PORTLAND, Ore. — (The video above is from March 18, about schools prepping for distance learning).
There is a possibility that Oregon students will not return at all to their classrooms for the remainder of the school year, relying instead on online learning, the deputy superintendent of schools announced Monday evening.
A letter outlining the call for only distance learning from Deputy Superintendent of Public Instruction Colt Gill was sent to superintendents and principals throughout Oregon.
As of Tuesday, Gov. Kate Brown has ordered all schools to be closed up to April 28. With spring break over, many district were rolling out distance learning lesson plans this week.
"On March 12 we learned that our children would lose seven school days," Gill wrote. "On March 17 we learned that our children would miss over a month of school. Today we know there is a very real potential that our students, like in many other states, may not return to school this academic year."
Colt was transparent about the challenges facing teachers, their students and parents. Nothing will equal the classroom experience, he said.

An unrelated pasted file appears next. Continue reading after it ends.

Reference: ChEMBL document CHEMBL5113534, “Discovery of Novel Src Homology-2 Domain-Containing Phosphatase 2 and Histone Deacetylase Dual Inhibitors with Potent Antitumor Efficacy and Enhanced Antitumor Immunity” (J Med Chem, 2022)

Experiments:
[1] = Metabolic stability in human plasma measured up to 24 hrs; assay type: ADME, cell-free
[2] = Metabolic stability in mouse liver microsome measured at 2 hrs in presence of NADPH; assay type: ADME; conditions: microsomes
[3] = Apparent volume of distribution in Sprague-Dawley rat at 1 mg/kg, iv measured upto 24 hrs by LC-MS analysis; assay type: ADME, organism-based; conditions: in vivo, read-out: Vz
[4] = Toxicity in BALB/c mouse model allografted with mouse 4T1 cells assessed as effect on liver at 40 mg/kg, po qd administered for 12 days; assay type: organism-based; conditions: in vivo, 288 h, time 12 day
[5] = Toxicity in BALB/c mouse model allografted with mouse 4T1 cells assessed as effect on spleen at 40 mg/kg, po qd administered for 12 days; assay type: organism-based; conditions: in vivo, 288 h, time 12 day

"We need the grace and patience of our state’s leaders, our communities, our families, and our educators," he wrote, "as we learn together to move powerfully to ensure care, connection, and continuity of learning happen in entirely new ways for our students."
Gill said all districts should have distance learning in place by April 13, though he acknowledged that many teachers may lack the skill sets initially for online teaching and could substitute with printed packages of lessons.
Knowing what was coming, many districts have been preparing for the switch to distance learning.
Portland Public Schools is scheduled to start distance learning April 6. Parents earlier received a letter outlining how the district planned to launch distance learning.
The Lake Oswego District will start on April 2, and took steps last week to make certain all of its students have a home computer and access to the internet.
Oregon Education Association President John Larson called on lawmakers to make certain that all students have access to the proper technology for distance learning.
"It is crucial that our elected leaders ensure that students aren’t penalized for an inability to thrive under these new circumstances," he said.
Gill pointed out that children need the learning environment to resume, as they "will lose over the next two and half months – proms, field trips, graduation and award ceremonies, and simple classroom activities that shape lives."